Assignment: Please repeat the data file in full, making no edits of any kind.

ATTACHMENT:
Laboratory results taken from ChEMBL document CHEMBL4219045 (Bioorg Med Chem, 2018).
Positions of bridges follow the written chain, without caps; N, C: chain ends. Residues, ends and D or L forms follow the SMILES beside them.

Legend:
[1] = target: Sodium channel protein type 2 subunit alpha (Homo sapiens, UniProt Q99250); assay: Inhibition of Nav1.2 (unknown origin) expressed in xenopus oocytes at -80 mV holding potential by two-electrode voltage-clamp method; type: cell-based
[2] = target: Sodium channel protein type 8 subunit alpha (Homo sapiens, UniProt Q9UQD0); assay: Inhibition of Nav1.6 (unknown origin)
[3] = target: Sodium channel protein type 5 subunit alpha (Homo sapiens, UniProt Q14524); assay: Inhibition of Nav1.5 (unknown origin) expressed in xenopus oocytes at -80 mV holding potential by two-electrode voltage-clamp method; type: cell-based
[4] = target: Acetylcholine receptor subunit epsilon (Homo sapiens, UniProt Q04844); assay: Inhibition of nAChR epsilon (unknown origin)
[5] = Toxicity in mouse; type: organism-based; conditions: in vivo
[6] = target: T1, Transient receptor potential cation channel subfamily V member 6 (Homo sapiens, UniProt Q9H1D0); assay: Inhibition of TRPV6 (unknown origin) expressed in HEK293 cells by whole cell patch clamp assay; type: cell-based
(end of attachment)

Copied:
Laboratory results taken from ChEMBL document CHEMBL4219045 (Bioorg Med Chem, 2018).
Positions of bridges follow the written chain, without caps; N, C: chain ends. Residues, ends and D or L forms follow the SMILES beside them.

Legend:
[1] = target: Sodium channel protein type 2 subunit alpha (Homo sapiens, UniProt Q99250); assay: Inhibition of Nav1.2 (unknown origin) expressed in xenopus oocytes at -80 mV holding potential by two-electrode voltage-clamp method; type: cell-based
[2] = target: Sodium channel protein type 8 subunit alpha (Homo sapiens, UniProt Q9UQD0); assay: Inhibition of Nav1.6 (unknown origin)
[3] = target: Sodium channel protein type 5 subunit alpha (Homo sapiens, UniProt Q14524); assay: Inhibition of Nav1.5 (unknown origin) expressed in xenopus oocytes at -80 mV holding potential by two-electrode voltage-clamp method; type: cell-based
[4] = target: Acetylcholine receptor subunit epsilon (Homo sapiens, UniProt Q04844); assay: Inhibition of nAChR epsilon (unknown origin)
[5] = Toxicity in mouse; type: organism-based; conditions: in vivo
[6] = target: T1, Transient receptor potential cation channel subfamily V member 6 (Homo sapiens, UniProt Q9H1D0); assay: Inhibition of TRPV6 (unknown origin) expressed in HEK293 cells by whole cell patch clamp assay; type: cell-based